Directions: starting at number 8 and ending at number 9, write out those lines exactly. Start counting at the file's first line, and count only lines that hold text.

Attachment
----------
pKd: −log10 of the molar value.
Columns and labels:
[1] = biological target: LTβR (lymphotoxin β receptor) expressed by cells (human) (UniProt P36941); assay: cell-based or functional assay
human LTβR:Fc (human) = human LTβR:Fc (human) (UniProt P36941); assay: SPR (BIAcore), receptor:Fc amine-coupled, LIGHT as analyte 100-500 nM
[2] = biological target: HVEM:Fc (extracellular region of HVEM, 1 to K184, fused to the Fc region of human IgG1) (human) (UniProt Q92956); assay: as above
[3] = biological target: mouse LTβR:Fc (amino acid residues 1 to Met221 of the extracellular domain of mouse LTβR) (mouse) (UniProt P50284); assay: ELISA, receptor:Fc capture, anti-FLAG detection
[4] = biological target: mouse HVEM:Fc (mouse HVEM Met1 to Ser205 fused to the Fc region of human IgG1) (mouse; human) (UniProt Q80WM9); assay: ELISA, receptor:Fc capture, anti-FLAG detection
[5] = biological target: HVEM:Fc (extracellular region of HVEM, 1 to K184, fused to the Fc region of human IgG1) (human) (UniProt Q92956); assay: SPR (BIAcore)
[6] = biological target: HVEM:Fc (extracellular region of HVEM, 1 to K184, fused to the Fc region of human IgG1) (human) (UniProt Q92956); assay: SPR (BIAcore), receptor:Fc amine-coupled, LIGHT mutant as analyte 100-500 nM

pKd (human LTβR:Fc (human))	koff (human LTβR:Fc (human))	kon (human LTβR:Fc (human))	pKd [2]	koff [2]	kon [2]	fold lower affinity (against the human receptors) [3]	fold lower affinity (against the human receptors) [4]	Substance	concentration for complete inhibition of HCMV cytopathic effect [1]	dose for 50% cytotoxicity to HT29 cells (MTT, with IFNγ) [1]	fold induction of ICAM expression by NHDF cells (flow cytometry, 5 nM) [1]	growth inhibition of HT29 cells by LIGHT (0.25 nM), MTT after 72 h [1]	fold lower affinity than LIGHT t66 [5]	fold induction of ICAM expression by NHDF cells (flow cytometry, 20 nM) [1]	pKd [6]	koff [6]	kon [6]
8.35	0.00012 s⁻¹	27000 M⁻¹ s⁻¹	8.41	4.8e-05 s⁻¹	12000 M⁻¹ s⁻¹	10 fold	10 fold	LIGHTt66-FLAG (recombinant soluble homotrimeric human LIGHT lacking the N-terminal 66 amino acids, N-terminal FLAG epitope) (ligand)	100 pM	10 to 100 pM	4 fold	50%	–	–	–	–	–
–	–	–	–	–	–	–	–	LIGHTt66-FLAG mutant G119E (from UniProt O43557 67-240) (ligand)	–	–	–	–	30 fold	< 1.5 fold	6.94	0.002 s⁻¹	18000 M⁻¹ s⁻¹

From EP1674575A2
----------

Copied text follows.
[5] = biological target: HVEM:Fc (extracellular region of HVEM, 1 to K184, fused to the Fc region of human IgG1) (human) (UniProt Q92956); assay: SPR (BIAcore)
[6] = biological target: HVEM:Fc (extracellular region of HVEM, 1 to K184, fused to the Fc region of human IgG1) (human) (UniProt Q92956); assay: SPR (BIAcore), receptor:Fc amine-coupled, LIGHT mutant as analyte 100-500 nM